This new quick profile by Elan McAfee will get you thinking while performing descending intervals! Descending intervals are maximal efforts followed by equal rest; each effort is shorter than the one before. For instance, the first interval may be 60 seconds work/60 seconds rest, the next 30 seconds work/30 seconds rest, and the final interval 15 seconds work/15 seconds rest. As the intervals shorten, the goal is to exceed or match the average power of the previous interval.
There are seven blocks of descending intervals, which comes to just over 13 minutes of Zone 6 work. Between each block lies a recovery song, which will be needed to flush the lactate created in the working portions and generally regroup. Do not skimp on these important recoveries—they allow riders to attain the target power in the next set.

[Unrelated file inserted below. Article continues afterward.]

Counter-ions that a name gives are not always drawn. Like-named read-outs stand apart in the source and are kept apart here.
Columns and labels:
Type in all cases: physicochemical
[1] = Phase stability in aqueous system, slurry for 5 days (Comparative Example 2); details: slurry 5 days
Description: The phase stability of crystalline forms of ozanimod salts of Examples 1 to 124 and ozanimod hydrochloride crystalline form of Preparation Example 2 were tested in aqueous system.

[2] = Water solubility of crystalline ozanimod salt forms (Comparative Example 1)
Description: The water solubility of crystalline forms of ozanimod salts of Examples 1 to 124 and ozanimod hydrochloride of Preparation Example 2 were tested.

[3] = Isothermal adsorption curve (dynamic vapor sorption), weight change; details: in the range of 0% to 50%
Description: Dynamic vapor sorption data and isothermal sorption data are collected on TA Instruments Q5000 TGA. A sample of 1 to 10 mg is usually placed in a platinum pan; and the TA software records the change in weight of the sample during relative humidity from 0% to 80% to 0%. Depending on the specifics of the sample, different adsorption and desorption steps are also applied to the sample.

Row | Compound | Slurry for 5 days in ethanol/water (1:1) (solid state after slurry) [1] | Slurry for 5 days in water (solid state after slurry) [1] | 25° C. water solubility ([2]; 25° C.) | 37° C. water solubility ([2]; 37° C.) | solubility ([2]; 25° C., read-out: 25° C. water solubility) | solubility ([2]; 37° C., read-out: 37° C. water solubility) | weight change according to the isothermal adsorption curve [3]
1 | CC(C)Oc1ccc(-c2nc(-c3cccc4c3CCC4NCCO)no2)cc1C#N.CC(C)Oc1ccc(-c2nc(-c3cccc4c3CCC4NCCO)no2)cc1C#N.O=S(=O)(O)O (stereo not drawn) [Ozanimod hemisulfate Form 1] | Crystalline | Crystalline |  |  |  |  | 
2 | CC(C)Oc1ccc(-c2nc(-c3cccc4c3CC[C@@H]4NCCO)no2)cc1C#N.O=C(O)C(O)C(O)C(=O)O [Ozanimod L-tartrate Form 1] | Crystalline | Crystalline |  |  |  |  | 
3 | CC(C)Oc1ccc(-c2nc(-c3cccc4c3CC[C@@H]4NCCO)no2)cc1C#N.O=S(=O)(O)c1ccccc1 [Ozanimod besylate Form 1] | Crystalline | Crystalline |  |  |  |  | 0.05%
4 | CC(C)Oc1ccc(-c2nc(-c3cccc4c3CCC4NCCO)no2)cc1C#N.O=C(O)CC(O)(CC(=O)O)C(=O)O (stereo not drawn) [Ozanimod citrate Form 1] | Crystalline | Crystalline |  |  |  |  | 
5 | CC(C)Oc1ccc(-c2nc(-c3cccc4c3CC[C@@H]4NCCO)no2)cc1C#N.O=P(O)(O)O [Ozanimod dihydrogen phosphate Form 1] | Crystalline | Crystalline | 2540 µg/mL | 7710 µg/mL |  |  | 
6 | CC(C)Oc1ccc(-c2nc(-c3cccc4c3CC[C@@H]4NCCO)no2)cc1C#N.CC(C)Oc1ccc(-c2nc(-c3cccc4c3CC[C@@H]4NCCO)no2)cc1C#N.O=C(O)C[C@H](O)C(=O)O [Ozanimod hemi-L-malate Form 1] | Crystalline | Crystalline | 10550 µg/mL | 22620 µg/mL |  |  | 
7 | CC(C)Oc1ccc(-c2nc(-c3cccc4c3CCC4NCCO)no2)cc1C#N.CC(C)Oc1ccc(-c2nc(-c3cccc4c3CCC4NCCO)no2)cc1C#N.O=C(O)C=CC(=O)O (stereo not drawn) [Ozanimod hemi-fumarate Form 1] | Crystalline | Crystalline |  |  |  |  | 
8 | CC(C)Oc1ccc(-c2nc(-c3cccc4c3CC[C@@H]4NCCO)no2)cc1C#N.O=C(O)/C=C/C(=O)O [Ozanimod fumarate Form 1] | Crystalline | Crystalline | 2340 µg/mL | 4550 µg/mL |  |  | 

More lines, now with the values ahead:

During rest intervals, once the breathing is under control, allow riders to stand as needed. In general, the working intervals are seated, although you could offer the option of standing or seated work in the shorter 15- or 20-second work efforts, especially the ones at lower cadences. This adds a little variety and helps to pacify any “movement junkies” in the class.
This is a workout of extremes so make sure to give less experienced riders the opportunity to skip intervals, shorten them, or reduce the working intensity to Zone 4 or 5. After Elan taught this profile, a student described it as “the best and the worst class ever.”